The influential rock guitarist leads a lineup in Anaheim that also includes 'Honeyboy' Edwards.
One of the musical highlights in recent years of the National Assn. of Music Merchantsannual trade show, now under way in Anaheim, has been Deke DickersonsGuitar Geek Festival, which the roots rock guitarist and band leader only half jokingly bills as the best guitar festival in the world."
This year's marathon event gets going at 4 p.m. Saturday at the Anaheim Plaza Hotel and if history holds, it will run well past midnight.
The lineup is topped by seminal rock guitar hero Duane Eddy, who's giving his first full-fledged concert on the West Coast in nearly a decade. The bill also includes bluesman David Honeyboy" Edwards, the 94-year-old contemporary of Robert Johnson and Charley Patton who is considered the last of the original Delta blues players, surf guitarist George Tomsco from the Fireballs and several other acts.
A handful of steel guitar aces will gather for a History of the Steel Guitar" segment, and show host Dickerson will lead a tribute to Johnny Ramone, the punk player famous for refusing to play guitar solos.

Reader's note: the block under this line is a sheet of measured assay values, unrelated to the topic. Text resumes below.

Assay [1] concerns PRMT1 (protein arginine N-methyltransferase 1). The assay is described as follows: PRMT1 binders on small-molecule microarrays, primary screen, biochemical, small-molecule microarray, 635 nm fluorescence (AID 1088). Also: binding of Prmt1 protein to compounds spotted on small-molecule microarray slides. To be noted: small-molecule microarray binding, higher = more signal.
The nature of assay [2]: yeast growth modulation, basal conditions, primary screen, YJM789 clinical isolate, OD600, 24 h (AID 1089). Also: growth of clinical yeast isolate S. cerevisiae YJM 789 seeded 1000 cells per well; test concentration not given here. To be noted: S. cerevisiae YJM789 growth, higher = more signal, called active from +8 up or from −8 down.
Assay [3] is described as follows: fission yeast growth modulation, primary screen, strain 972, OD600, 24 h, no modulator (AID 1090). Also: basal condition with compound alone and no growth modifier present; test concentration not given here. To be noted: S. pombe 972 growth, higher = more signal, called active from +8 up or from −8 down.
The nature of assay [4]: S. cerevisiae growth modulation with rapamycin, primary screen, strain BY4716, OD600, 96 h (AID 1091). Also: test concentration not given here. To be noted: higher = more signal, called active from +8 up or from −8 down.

I decided to do the guitar festival after going to see a big guitar show at the Universal Amphitheater many years ago," Dickerson said this week. It was the same old thing: 30 guys onstage playing songs that went on for half an hour.
I asked myself, 'Why isn't anybody doing what I want to see: guys like Duane Eddy, Nokie Edwards and obscure-yet-great players who have never got their due?' That's when I realized it wasn't going to happen unless I did it myself."
His coup this year was landing Eddy, known as the King of the Twang Guitar" and famed for such reverb-soaked rock instrumentals of the 1950s and '60s as Rebel Rouser," Forty Miles of Bad Road," Ramrod" and Peter Gunn." The sonic template he created with producer Lee Hazlewood laid a foundation for the surf-music wave that crested shortly after he scored his first hits.
Peter Gunn" made a return to the charts a quarter century after Eddy's original hit in 1960 when the British group Art of Noise recorded a cover version that featured its creator. That version won a Grammy as the best rock instrumental of 1986.